Abu Dhabi, being the last round of the World Championship, obviously cannot be considered technically interesting based on the number of developments introduced on the cars, which are completely absent. In reality, the Yas Marina track, in addition to hosting the last tests before the winter break, becomes a rather reliable test bench on the weekend of the Grand Prix, for deliberating the details of the aerodynamic concepts of next season's cars. Almost all the teams took the opportunity to collect aerodynamic data, but undoubtedly those who even went as far as testing new components were two, namely Ferrari and McLaren. Going into more detail, Ferrari's car was equipped with more tools than Red Bull to carry out aerodynamic tests, aimed at verifying the quality of the air flow directed towards the rear wing.
Ferrari's research was concentrated on the floor, an area also covered by the analysis carried out by McLaren in the first free practice session. The Scuderia were focusing on the area of the floor in front of the rear wheels, even though this change appeared to be visually insignificant. In fact, in FP1 a large data collection was carried out on Carlos Sainz's F1-75, used as a real traveling laboratory, thanks to an intricate network of sensors, mounted on voluminous rakes behind the rear wheels and connected to the base of the wing and its endplates. This is something we have often seen Ferrari do on the final Grand Prix of the season. Their specific function was to measure the pressure of the airflow leaving the diffuser and behind the rear wheels. In fact, the floor has been modified in the area in front of them, with the aim of managing turbulence in the particularly critical area between the inside of the rear wheels and the side shield of the diffuser. As mentioned at the outset, these are non-radical changes, but capable of increasing, if well interpreted, the effectiveness of the underbody, in terms of load generated and drag reduction. Charles Leclerc's car, equipped with 'flow viz' paint, was also used to provide a comparison against the data collected from the analysis. Ferrari's Abu Dhabi test programme indicated where they feel the most important aspects of their 2023 design are. This also points to where Ferrari are with the design cycle of next year's car.
McLaren's battle against porpoising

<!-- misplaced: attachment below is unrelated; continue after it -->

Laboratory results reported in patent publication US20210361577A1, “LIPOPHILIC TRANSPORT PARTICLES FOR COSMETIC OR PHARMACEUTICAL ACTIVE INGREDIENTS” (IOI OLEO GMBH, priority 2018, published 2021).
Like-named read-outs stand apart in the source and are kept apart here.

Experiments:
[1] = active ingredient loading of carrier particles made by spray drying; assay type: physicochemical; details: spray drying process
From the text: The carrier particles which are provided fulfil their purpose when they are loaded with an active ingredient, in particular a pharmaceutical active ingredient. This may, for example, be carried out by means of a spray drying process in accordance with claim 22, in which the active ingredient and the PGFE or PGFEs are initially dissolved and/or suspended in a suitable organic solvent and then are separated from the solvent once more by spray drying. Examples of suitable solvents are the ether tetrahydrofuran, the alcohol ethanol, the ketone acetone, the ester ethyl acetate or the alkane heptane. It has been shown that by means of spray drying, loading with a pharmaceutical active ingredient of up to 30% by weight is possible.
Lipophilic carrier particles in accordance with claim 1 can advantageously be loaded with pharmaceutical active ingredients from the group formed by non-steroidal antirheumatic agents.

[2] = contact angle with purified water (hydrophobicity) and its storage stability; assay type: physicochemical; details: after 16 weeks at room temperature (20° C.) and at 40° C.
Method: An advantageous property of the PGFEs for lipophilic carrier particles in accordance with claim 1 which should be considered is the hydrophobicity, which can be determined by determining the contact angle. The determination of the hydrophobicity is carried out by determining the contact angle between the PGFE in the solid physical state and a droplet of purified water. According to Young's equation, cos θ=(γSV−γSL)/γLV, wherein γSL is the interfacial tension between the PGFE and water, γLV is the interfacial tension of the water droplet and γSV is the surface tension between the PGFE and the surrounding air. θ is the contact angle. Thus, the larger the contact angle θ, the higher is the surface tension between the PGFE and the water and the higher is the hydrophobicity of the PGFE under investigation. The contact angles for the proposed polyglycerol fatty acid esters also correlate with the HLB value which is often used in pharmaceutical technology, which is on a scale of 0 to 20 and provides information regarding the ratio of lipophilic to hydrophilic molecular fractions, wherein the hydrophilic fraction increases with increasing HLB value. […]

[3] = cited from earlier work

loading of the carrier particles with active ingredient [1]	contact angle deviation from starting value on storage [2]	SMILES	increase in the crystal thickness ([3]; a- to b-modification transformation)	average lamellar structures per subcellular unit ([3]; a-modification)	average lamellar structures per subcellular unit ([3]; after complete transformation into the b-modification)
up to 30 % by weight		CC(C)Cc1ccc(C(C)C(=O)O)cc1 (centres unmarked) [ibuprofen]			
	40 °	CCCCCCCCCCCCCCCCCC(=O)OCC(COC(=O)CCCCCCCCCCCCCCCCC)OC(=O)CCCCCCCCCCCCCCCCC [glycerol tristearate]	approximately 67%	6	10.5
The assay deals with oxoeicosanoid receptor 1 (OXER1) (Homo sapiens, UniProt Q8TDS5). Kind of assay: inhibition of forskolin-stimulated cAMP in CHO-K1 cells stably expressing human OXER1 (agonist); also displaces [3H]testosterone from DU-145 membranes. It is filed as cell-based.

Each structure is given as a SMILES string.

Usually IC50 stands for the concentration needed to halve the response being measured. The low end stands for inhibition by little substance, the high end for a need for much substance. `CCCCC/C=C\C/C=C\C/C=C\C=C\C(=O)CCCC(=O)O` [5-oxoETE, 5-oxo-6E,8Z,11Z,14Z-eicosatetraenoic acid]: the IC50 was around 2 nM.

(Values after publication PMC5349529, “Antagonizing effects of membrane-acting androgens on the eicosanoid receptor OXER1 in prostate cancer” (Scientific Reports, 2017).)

McLaren, during the first session tested a deeply modified the floor, with a new edge design. In practice, the tested version was characterized by a radical simplification of this area. The long, rear longitudinal slit, a main feature of this edge since the beginning of the season, has in fact been eliminated, but above all the front portion of the floor edge has a vertical gurney tab, which replaces an area previously defined by the presence of five lower flow diverters. The new version would tend to ensure greater stability of the centre of aerodynamic pressure, thanks to an overall reorganisation of the flow passing below and the presence of a longitudinal 'skid' underneath. In fact, this would make it possible to reduce the trigger conditions of porpoising, which tend to grow as the height from the ground decreases. In essence, one would tend to travel with a single-seater car very low, being able to count on the fact that the air flow, directed by the various channels and the lateral pneumatic seal, does not lose its structure and disintegrate (the cause of the aerodynamic jolts predominantly seen earlier this season).
Ferrari F1-75 floor comparison
In comparison, the latest version of the floor of the F1-75, drastically modified in front of the rear wheels, is now equipped with a curl which determines a deviation of the flow passing between the diffuser and the wheels. This can be seen in the comparison images above.
The experimental floor of the McLaren MCL36
Directly comparing the two illustrations, we notice the profound simplification of the version tested in Abu Dhabi in FP1. Note the absence of the long rear longitudinal blowing, as well as the lower expansion profile which from the first part of the season was characterized by five vertical profiles with the function of separators